Week 8 From the mountain town of Sorata we will depart for an extended trek traversing the glaciated peaks around sacred Mt. Illampu before descending into montane forest and eventually the Amazonian tropics. Along the way we explore issues in conservation and land use in an area that is rapidly being transformed by encroaching gold miners, and observe the dramatic ecological transition between highland peaks and tropical lowland forests.
Week 9 Finishing our trek in the tropical frontier town of Guanay, we continue deeper into lush Amazonian forests. We descend the Beni River by canoe to the Pilon Lajas indigenous preserve, with stops to visit waterfalls, look for wildlife, hike through the jungle, and learn about rubber tapping and other nuances of the forest. Arriving by boat to the community of Asunción de Quiquibey, we spend several days living with families in this traditional indigenous village. Settling into the rhythm of the community, we study rainforest ecology while participating in a service project with community members. Our time here will be highlighted by soccer games with our hosts, workshops in local farming and artisanry, and trips to the river to cool off.
Week 10 Bidding farewell to Bolivia, we travel overland around Lake Titicaca to Peru. We arrive in the Quechua town of Ocongate, gateway to some of the best hiking in the Peruvian Andes. Over the next week we explore the magical Ausangate/ Q’eros region, trekking from high, glaciated peaks down into semi-tropical cloud forests. We possibly participate in homestays in the remote village of Quico Chico, a settlement of stone huts accessible only by foot where the Q’eros people trace their lineage directly back to the Inca. From there we continue on to Ausangate, one of the most sacred mountains in the Andes.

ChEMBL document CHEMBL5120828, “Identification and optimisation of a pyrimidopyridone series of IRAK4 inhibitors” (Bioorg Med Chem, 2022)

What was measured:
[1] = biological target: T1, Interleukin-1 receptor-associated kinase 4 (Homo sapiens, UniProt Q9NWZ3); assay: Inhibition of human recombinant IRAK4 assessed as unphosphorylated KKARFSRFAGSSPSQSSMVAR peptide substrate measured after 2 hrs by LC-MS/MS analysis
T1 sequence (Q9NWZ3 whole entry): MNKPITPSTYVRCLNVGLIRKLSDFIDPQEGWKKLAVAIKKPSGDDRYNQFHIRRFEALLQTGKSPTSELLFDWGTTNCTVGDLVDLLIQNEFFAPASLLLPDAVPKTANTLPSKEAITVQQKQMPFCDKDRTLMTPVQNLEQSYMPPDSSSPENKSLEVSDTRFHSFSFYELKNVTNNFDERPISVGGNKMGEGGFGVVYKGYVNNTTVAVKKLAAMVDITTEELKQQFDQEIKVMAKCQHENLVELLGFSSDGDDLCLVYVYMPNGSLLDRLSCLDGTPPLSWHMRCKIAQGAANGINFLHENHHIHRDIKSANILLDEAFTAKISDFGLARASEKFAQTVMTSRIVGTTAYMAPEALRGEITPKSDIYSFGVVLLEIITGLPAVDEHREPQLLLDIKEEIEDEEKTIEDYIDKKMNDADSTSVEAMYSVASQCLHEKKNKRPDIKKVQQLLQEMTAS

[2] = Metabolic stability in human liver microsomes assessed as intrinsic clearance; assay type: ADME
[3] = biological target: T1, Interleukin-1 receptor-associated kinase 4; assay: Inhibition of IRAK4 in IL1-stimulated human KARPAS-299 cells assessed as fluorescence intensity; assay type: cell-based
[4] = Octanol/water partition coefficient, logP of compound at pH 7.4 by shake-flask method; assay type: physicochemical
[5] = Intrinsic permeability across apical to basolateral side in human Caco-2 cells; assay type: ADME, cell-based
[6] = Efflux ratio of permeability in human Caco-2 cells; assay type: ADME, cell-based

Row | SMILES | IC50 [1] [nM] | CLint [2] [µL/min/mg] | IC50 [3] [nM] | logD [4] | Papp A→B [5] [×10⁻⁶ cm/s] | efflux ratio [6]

Week 11 Traveling to Cusco, we take in this historic city while preparing for our excursion to Machu Picchu. Options include the Salkantay or Choquequirao treks, or homestays along the way in the agriculturally rich communities of Parque de la Papa. We will close out our journey in the sacred lost ruins of the Inca, camping at the base of Machu Picchu and hiking up to the gateway of this dramatic site at dawn.
Week 12 Closing out our time together, we spend our final days at a retreat center in the Sacred Valley. Here we reflect on our journey, celebrate our time together, and prepare for the transition back home. The student flight departs from the city of Cusco.